Fired for Refusing to Use a Student's 'Preferred Pronoun:' Why Every American Should Be Concerned
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WEST POINT, Virginia – Peter Vlaming was a well-liked French teacher at West Point High School in Virginia. But late last year, Vlaming was fired because he refused to call a ninth-grade student who transitioned from female to male by the student's new preferred pronoun, "he."
"I could not, in good conscience based on my Christian faith, call a girl a boy," Vlaming said.
Vlaming agreed to use the student's new name. But since he wouldn't refer to the biological girl as "he" or "him," he was placed on administrative leave in October of 2018.
School Board's Ultimatum
"I was told that not only would I pronounce masculine pronouns when referring to the student when students were present, [but] that I would do so even when students weren't present. I was given a written ultimatum that insisted that I use masculine pronouns for the student and that I would be fired if they deemed that I was avoiding the use of masculine pronouns," Vlaming said.
Two months later, the school board made its decision.
"I had a hearing on December 6th," Vlaming told CBN News. "And it was long. It was a four-hour hearing. Afterward, The West Point public school board unanimously voted to fire me."
Students React with Outrage
Students at the school were outraged. Forrest Rhode, a West Point junior, rallied students to protest Vlaming's firing by staging a walkout.
"I would say we had like 150 people out there," Rhode said. "And we had them all circling around there, marching, chanting, ranting all that type of stuff."
Rhode called the school's treatment of the French teacher unfair and felt he needed to act.
"I did the oath of enlistment a couple of weeks ago. I'm going to be joining the Marine Corps," Rhode said. "And I'm going to be defending people's rights to express themselves and I'm going to be defending the Constitution. And that's really important to me. I want to make sure everybody's rights are protected."
Similar Cases Across the Country
Similar cases to Vlaming's are cropping up across the country. Lawmakers in California are debating a bill that would force foster parents to use any transgender pronouns their foster children want. Some universities – including the University of Tennessee – are urging faculty and students to use so-called gender neutral pronouns in the belief it will create a more inclusive campus.
"I believe people should have the right to express their belief, and I can disagree. And my fear is that – it's not even a fear, it's happening – it seems that the general belief now is if you don't agree with a particular position, well, that means you hate the person who holds a differing view. And it's just not true," Vlaming said.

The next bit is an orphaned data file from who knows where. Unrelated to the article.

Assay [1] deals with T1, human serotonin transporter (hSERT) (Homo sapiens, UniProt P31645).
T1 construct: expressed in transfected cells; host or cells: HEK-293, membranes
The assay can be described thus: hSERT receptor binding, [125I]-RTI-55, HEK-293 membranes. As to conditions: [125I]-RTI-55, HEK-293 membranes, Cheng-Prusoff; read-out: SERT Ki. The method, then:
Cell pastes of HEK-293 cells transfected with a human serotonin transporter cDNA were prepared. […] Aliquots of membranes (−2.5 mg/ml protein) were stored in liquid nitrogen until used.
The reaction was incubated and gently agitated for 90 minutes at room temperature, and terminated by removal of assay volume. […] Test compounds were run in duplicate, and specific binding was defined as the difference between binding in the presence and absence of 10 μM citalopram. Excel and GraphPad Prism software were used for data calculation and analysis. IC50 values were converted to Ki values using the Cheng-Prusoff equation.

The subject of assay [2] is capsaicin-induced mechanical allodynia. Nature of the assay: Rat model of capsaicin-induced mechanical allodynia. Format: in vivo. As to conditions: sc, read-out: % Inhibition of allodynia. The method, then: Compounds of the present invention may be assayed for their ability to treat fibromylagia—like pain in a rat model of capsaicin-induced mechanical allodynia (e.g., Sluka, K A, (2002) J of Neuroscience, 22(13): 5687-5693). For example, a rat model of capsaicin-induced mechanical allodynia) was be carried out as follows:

CBN News reached out to school officials at West Point for comment on Vlaming's case. We were referred to a statement released by the school's attorney, which says: "Mr. Vlaming insisted on treating a transgender student differently than other students in the classroom, singling out the student on the basis of gender identity. In addition, Mr. Vlaming refused to comply with administrators' directives to follow division policies. During the public hearing before the school board, Mr. Vlaming again stated that he would not comply with these directives. Accordingly, the school board voted unanimously to terminate his employment.
Meanwhile, Vlaming is looking into a possible appeal. "It's as though I was hounded, sought out. I was pursued with the intent of getting me to fall in line," Vlaming said. "With getting me to believe in a very specific way. And that's not okay. In our country, we're supposed to have freedom of conscience and not to be compelled to believe in a very specific way. Especially with regard to something that is human nature," he went on.
Vlaming says being out of work for six months has not been easy for his family.
"A couple of years ago I was offered jobs to teach in surrounding counties. Since all of this happened, since I was fired, I've applied to two different districts who needed a French teacher immediately and I couldn't get an interview," he said.
"I had to Make a Decision that Cost Something"
But Vlaming says his faith is giving him the strength he needs. "There's bound to be opposition to living for God. I was bought to a point where I had to make a decision that cost something. And when that happens it's an opportunity to grow in your faith. It's an opportunity to show the Lord, yes, I am for you. Yes, I trust you."
**Originally published May 24, 2019
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